Friday, place-shifting TV technology company Sling Media announced a deal to stream NFL games to DirecTV customers. The move away from consumer hardware and software and into business to business services came as a surprise. Even more surprising is Sling’s Monday evening announcement. The company announced it will sell itself to DirecTV competitor Echostar (operating of Dish Network) for approximately $380m.
Both Dish Network (via Echostar) and satellite TV competitor, DirecTV (via Liberty Media) were prior investors in Sling; contributing along with Goldman Sachs, Hearst, Mobius Capital Doll Capital and others in the company’s January 2006 Series B Financing.
Leading up to the sale, Sling was preparing for a sizable Series C deal. The buyout apparently developed as an alternative from there. The deal is primarily cash based. Compensation also will include some sort of option and incentive components to provide upside to the founders and team for their continued success . The details of these incentives have not been disclosed but Sling’s CEO Blake Krikorian did comment that he "wouldn’t do this unless I thought there was some additional upside." Performance milestone payouts or performance related options are likely.
As part of Echostar, one looming question is what will become of Sling’s platform. Will the DirecTV deal and other partnerships fall apart? Will the features for place-shifting (recording TV in one place and watching it another) Sling pioneered be tied exclusively to the Dish Network or will they remain open to other platforms, domestically and abroad? Blake Krikorian is saying in interviews it will be status quo, that the company will remain “platform agnostic.” The deal is about cash flow and resources, not a change of direction and strategy. We’ll see if the new owners share the same thought six months from now.
Another question looming over Sling’s future is legal. We’ve all seen the FBI (or Interpol) warnings at the start of a DVD or the copyright statements on a sportscast. They usually say something like “Any duplication or rebroadcast is expressly prohibited with the prior consent of…” The question is, for place-shifting services like Sling or Sony’s Location Free TV: What is a "rebroadcast?" Is streaming a program to your computer from the TV, or to your cell phone a rebroadcast? If it is a rebroadcast is it at least legal if its for personal use? Does the idea fall under the tests of copyright’s Fair Use doctrine? Or is the whole concept illegal? Also, does Slings service violate Cable TV service agreements that provide the terms of satellite or cable distribution and use?
Copyright law can be confusing stuff. So far, the debate has not gone before the courts for judgment so there is no certain answer. There’s a swathe of comments from boths sides and lots of opinions.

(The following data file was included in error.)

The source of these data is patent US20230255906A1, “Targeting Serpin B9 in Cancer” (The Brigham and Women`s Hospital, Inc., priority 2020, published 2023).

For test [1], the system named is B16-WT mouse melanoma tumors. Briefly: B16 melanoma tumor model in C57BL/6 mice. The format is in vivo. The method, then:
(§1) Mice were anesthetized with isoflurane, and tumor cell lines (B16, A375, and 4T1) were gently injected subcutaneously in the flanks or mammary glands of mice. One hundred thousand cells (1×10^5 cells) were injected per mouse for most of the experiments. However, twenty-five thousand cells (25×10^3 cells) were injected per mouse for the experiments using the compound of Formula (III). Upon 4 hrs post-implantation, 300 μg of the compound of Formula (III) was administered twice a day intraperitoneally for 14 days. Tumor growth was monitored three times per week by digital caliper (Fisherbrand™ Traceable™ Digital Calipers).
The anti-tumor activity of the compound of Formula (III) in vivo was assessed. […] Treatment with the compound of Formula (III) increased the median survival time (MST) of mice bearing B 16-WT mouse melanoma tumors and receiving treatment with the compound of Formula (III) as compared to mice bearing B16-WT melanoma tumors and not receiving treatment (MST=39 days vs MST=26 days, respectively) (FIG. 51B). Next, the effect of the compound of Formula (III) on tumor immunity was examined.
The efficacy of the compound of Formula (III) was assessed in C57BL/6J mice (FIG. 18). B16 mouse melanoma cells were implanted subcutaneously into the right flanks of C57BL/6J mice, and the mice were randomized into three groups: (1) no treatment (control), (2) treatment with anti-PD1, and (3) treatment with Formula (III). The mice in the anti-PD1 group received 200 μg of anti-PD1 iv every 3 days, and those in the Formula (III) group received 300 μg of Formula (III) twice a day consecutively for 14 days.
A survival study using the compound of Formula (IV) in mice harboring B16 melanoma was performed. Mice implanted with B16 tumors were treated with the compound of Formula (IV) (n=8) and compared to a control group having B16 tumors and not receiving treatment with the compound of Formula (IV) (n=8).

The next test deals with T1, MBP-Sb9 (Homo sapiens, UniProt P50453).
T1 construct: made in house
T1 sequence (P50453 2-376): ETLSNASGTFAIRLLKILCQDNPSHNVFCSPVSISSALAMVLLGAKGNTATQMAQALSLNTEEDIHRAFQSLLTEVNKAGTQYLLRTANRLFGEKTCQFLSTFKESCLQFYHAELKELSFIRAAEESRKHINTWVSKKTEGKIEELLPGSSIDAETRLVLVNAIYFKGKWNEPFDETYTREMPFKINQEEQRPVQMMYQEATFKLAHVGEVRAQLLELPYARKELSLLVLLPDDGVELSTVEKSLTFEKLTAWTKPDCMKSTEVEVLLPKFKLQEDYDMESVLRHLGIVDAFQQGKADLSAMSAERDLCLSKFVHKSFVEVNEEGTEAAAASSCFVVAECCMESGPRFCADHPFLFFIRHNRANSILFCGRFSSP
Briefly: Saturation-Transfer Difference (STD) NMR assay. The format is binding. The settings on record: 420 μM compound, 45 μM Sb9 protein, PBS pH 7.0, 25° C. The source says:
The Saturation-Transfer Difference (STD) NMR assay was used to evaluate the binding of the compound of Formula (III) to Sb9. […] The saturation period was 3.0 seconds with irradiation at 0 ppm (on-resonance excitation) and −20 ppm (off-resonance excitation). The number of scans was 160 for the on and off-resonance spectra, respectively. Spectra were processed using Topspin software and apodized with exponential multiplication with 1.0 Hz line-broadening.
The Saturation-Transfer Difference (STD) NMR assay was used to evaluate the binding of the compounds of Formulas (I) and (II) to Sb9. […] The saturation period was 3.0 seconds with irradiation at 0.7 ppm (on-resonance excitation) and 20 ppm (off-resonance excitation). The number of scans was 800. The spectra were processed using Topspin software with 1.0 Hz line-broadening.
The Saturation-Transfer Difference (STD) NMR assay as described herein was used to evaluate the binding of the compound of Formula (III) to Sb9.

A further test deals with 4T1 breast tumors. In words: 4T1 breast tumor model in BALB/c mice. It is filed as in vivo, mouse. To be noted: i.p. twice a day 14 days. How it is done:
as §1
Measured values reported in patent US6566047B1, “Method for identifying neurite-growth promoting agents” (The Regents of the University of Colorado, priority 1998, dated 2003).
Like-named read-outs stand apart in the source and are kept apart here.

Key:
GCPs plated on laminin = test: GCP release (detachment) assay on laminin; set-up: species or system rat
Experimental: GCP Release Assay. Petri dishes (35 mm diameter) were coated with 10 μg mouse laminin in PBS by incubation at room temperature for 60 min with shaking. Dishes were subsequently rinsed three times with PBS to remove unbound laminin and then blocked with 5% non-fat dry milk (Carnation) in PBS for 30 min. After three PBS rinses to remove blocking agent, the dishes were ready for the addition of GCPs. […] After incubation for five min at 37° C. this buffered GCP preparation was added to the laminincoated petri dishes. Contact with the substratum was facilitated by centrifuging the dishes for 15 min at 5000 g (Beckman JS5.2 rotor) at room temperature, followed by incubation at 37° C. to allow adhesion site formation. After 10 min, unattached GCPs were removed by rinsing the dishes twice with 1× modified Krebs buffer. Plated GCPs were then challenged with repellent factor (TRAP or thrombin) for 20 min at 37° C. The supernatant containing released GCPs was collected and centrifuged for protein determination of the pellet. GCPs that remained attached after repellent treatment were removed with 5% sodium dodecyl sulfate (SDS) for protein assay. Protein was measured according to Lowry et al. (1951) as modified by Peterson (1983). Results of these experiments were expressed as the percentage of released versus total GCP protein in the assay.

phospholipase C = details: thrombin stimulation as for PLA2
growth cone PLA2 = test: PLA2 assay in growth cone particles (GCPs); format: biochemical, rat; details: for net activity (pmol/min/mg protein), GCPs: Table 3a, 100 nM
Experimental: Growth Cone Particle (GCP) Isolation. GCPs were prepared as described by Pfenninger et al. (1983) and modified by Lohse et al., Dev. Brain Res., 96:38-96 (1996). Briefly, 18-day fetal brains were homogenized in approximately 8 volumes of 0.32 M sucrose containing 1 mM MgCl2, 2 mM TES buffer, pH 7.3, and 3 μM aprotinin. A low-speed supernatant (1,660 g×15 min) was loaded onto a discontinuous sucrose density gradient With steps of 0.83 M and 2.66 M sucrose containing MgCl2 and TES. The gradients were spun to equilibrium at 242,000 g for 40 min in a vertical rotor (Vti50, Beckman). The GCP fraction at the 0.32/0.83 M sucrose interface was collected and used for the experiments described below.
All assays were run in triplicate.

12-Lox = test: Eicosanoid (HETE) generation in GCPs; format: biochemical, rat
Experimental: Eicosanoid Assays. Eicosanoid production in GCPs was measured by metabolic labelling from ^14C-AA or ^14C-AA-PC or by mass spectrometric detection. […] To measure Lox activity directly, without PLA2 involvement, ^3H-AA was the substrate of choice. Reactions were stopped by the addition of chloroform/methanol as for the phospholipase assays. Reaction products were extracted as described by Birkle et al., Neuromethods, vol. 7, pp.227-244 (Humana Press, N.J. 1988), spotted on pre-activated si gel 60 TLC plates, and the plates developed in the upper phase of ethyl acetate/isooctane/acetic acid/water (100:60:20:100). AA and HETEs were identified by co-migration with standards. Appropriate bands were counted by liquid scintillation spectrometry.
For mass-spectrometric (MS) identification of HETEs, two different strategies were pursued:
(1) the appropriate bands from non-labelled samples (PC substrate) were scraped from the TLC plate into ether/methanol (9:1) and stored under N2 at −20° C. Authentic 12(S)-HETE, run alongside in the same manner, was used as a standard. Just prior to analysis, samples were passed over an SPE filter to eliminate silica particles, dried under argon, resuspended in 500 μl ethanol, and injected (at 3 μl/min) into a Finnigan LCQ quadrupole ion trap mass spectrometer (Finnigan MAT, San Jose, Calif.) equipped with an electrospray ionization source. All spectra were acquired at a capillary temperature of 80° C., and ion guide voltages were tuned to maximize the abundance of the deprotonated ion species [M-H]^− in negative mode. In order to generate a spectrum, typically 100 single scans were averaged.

The issue is especially contentious for Pro Sports leagues who often have lucrative and exclusive broadcast partnerships that limit regional broadcasts and provide local “blackouts” for programming under certain circumstances. Place-shifting technology has the potential to minimize the impact (and ultimately the revenue upside) from those agreements.
Sling has tried to address these issues proactively with partnerships. They’ve signed deals with both the NHL and the NFL. Major League Baseball, however, has remained an outspoken critic and its spokespeople have at times called place-shifting illegal.
Moving forward, with the deeper pockets of Echostar, these legal issues could disappear or become even more of a liability. Will Sling get a bullseye on its back? As a part of Echostar, the question has to be asked whether things will be smoothed over and settled or blow up. It’s a tough question. I wouldn’t be surprised to see an escrow component to the acquisition, or a fund set up after the fact, that assures capital is in place just in case. Google set up a pretty large slush fund to handle YouTube related legal issues. On a smaller scale, acquiring Sling could warrant similar.
Those best off, and probably dancing a jig, are Sling’s investors. They contributed $56.6m in two rounds since the company’s formation in 2004. The reported sales prices means a return of more than 6x capital invested in just three years. And now they won’t have to worry about legalities either.
The deal is expected to close in the 4th quarter. More information and analysis on the deal will follow as more becomes available.